Thursday, May 27, 2010

Gendered Consumerism and Romance: Sex And The City

A great synopisis of how Sex And The City reaffirms traditional notions of gender. True, there's women's sexual liberation and role reversal with regard to male objectification, but is expanded objectification how society should "even out" gender inequality? Or should we just work to stop objectifying?

I'd have to agree, Sex And The City, much like the film Just Wright, really revolves around women finding the right guy, despite their intellect and occupational prowess. And the tie between women and shopping, well, the connection is not made much tighter than in this series.

I like the term, "open cultural product" (a product that can be interpreted and enjoyed in multiple ways). However, I think given Sex And The City's character demographics (white, upper-class), their central romantic goals, and propensity for fashion, I don't know how "open" the series truly is.

Monday, May 24, 2010

More on the Ban on Ethnic Studies in Arizona

Let's hope Arizona's backlash to minority rights is not leading the way for the rest of the United States. The latest is a ban on ethnic studies, alleged to be divisive for society.

Let's face it, if classes are relegated to 1 or 2 courses on "American history" and/or "European history" throughout high school as mandated by the government, absolutely key issues of systemic discrimination are going to be excluded, which were central to the building of America. There is no denying, America would not have been built in the way it was without, among other travesties, slavery or the extermination of Native American tribes.

Also excluded will be the key concepts that revolve around these ugly, but central, aspects of American history and contemporary society. Without understanding, or even knowing, these key concepts (e.g., discrimination, cultural diffusion, assimilation, race, power, stratification, amalgamation) and how they still operate in society, students will be deprived of learning the critical thinking skills that we all need when we go out to work in the "real world."

NPR's Talk of the Nation did a decent job in illustrating both sides of this issue in this 30-minute podcast: "Ariz. Ban On Ethnic Studies Divides Educators."

A few things, however, are being lost in this discussion, or only marginally addressed. First is the fear factor, and how this ban on ethnic studies coincides with xenophobic immigration policy. Most demographers state that by 2050 Caucasians will no longer comprise a numerical majority in the United States. Thus, while we can expect some states/regions of the country to oppose backlashes to minority power (for instance, Los Angeles' proposal to boycott Arizona), we can ultimately expect increases in proposed policies against immigration, ethnic studies, and affirmative action.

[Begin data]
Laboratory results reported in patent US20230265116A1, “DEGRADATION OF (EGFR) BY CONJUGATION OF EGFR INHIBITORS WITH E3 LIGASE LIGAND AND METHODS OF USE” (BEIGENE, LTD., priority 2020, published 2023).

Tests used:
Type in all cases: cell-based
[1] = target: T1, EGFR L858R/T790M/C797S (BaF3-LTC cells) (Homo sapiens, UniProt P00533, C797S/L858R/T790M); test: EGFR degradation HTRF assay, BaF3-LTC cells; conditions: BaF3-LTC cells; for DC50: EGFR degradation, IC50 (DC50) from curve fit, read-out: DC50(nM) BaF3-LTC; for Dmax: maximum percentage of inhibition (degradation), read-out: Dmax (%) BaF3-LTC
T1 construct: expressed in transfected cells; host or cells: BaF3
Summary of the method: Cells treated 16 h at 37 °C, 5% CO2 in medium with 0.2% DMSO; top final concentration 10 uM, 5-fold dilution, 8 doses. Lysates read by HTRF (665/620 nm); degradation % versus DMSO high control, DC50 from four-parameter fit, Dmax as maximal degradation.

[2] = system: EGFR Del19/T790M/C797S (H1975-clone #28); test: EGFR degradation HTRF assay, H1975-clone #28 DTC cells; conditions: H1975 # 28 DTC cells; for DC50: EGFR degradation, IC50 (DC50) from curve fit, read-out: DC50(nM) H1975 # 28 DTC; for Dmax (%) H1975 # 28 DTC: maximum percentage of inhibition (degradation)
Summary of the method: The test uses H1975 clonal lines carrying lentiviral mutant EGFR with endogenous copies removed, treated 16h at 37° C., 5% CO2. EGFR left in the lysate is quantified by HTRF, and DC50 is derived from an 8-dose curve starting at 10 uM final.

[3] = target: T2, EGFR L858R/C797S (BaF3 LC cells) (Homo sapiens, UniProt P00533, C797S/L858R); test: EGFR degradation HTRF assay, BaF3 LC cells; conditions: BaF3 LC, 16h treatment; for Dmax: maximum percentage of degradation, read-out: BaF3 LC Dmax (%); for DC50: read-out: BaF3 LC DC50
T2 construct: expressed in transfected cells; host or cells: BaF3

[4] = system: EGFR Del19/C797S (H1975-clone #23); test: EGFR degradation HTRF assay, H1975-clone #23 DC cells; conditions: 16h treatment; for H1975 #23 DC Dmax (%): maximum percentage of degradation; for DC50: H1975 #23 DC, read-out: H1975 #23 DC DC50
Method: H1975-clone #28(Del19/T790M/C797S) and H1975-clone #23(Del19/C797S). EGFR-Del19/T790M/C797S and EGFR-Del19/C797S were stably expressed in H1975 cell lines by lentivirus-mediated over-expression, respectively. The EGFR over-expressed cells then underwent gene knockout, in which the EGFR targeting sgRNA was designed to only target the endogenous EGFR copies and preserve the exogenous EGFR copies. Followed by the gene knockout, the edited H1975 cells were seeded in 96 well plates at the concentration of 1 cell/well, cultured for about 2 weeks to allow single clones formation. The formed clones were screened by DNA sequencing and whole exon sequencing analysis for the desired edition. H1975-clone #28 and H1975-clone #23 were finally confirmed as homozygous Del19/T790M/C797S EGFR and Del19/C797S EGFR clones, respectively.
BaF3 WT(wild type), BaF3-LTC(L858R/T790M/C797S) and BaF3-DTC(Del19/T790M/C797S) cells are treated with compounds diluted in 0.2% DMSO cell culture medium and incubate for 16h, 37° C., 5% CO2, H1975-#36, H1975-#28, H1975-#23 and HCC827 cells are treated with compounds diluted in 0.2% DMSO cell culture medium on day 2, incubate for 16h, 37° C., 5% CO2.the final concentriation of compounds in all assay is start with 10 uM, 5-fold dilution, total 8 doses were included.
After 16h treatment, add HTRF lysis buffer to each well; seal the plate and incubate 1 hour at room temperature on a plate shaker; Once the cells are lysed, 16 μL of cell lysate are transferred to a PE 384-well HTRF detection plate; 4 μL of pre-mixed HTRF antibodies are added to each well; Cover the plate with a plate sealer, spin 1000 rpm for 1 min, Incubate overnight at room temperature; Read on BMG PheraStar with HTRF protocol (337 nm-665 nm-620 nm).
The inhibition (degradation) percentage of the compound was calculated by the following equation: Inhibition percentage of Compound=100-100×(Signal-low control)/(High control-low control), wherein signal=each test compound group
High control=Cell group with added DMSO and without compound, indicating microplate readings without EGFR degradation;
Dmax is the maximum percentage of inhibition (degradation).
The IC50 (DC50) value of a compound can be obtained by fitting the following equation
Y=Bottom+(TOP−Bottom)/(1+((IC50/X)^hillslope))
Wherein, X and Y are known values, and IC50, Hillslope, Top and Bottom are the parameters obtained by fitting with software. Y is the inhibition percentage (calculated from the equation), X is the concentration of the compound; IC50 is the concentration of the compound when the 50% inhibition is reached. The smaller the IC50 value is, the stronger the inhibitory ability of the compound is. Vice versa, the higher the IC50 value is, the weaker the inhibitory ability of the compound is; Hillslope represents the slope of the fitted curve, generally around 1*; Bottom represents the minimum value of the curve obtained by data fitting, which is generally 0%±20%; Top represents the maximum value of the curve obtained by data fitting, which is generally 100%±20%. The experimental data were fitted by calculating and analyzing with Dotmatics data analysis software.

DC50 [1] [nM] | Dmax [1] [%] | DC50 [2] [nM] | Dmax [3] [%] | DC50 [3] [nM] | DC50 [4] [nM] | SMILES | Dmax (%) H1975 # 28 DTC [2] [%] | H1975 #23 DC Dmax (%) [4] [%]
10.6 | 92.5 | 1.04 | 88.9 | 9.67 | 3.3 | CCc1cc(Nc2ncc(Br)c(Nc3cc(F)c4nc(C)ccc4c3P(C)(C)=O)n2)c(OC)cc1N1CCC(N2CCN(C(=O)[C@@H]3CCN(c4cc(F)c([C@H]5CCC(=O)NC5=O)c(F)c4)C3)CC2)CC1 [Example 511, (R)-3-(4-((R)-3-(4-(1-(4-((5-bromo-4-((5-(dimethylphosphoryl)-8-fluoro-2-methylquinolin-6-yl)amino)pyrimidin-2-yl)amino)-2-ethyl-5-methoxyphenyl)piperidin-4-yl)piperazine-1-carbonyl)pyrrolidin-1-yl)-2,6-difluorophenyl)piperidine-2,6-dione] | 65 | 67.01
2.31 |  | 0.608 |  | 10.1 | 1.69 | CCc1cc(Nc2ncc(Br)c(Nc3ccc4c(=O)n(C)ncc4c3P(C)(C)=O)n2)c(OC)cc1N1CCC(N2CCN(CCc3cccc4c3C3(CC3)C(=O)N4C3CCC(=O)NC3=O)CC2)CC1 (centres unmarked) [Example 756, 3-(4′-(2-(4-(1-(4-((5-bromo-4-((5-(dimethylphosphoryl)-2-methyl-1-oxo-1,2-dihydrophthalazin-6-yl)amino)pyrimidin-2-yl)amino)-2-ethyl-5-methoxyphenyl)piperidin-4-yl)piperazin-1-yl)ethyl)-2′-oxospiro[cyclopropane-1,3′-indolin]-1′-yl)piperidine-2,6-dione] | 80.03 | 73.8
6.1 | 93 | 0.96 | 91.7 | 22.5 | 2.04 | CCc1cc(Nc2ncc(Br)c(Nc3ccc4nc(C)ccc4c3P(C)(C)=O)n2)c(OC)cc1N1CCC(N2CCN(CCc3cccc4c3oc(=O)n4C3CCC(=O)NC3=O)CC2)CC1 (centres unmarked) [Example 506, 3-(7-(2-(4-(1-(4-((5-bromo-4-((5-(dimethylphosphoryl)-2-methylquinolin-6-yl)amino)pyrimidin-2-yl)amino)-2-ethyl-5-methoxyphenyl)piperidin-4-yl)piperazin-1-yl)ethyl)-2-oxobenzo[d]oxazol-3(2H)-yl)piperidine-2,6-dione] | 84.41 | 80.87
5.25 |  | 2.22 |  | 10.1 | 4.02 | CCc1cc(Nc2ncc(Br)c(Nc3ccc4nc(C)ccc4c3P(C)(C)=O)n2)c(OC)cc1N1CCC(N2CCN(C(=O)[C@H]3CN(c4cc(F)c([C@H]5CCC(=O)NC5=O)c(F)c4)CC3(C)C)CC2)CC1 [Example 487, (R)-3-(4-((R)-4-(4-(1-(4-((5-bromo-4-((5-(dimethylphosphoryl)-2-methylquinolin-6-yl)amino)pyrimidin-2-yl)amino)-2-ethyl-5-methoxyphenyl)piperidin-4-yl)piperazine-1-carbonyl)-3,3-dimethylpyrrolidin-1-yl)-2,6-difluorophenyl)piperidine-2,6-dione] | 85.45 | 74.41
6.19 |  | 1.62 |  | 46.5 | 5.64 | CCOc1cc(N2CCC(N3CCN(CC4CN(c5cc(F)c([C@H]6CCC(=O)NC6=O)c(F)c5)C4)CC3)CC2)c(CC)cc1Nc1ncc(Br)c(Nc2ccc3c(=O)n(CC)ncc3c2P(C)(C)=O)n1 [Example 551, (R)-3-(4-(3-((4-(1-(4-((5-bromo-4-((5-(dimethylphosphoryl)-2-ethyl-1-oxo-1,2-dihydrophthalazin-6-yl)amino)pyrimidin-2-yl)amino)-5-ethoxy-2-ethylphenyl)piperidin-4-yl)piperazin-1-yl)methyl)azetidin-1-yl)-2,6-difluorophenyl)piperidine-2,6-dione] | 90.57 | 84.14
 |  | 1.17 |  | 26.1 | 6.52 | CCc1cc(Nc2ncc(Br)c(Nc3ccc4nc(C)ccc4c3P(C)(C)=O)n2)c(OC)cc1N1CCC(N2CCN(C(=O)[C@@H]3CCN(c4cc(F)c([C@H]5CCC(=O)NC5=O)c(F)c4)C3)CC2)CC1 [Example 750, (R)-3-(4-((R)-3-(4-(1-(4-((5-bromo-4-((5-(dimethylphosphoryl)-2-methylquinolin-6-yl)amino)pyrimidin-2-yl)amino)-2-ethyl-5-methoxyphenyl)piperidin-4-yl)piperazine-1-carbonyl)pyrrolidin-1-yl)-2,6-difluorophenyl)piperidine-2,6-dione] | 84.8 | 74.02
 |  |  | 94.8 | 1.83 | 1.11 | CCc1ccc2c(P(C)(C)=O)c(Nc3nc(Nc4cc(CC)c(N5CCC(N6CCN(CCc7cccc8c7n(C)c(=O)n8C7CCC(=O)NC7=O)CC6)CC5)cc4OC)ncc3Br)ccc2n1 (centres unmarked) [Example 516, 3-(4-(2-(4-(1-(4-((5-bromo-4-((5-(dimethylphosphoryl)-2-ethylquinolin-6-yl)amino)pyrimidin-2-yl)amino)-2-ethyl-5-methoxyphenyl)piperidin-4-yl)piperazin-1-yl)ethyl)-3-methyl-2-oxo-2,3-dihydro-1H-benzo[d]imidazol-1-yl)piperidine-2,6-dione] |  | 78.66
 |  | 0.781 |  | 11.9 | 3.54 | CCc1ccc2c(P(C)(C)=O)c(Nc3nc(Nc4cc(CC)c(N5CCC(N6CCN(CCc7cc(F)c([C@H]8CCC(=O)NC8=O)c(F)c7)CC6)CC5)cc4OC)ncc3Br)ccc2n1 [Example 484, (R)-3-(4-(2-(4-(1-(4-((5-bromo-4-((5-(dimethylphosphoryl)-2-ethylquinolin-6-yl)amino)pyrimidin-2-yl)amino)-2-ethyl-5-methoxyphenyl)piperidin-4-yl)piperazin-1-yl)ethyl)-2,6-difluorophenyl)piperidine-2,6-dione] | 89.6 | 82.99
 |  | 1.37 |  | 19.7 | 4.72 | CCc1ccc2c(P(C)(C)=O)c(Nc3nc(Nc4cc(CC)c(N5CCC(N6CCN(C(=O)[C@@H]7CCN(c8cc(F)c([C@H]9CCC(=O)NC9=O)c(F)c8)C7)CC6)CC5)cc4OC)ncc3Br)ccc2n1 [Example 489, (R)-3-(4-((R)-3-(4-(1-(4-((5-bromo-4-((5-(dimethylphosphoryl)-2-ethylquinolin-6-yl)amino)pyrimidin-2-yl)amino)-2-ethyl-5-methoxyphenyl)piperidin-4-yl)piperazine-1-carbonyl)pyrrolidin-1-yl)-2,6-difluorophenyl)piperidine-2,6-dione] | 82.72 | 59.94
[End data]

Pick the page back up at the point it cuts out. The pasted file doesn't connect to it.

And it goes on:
Moreover, we can expect that these proposed policies will be tied to the ongoing demonization of people of color through other "red flag" issues, namely crime and deviance. That is exactly how proponents of Arizona's immigration law framed their argument -- among the brown people who might resemble immigrants visually, we need to know who is a U.S. citizen and who is not, because if they are not, they just might be a violent drug cartel member.

I found this great example, "Arizona's immigration law creates a police state for immigrants in order to solve a drug-war problem," where Phoenix city councilman Sal DiCiccio is quoted,

You know, if you look at what's happening in the state of Arizona -- I really want to talk about this, this is more a plea to the national audience -- they need to take a look at what's happening in our state. In the city of Phoenix alone, the area that I control along with the other members of the council and the mayor, but we have a responsibility to protect our citizenry. We had over 350 kidnappings in the city of Phoenix alone, primarily due to the illegal immigrant trade (video available HERE).

Fear induced code words?: "Watch out, that Mexican looking guy might kidnap you or your child, so let's check all Mexican looking people for their papers."

Also being lost in the discussion (unsurprisingly) are the global connections that make our immediate locales all the more multicultural. Whether it be through major trade policies (NAFTA) that cause immigration (legal and illegal) or information technology advances, our world will continue to become increasingly connected. Thus if anything, a need for ethnic studies classes will be even more necessary.

We should not be questioning whether or not ethnic studies classes should be offered (i.e., either have 'em or cut 'em entirely). More appropriate questions might be, how should ethnic studies courses be offered, and how can education as a whole be valued in such a way that a multiplicity of voices and perspectives are adequately included in the curriculum.

Er, uh, wait, that's right. I forgot, we don't value public education in the United States. It increases taxes.

Saturday, May 22, 2010

Women's Provocative Attire and "Deserved" Abuse posted the following videos that were created by ABC's "What Would You Do?" show. These shows are idiosyncratic with an extremely small, haphazard sample. Still, they illustrate very interesting and bothersome patterns in society that have been empirically proven in prior research.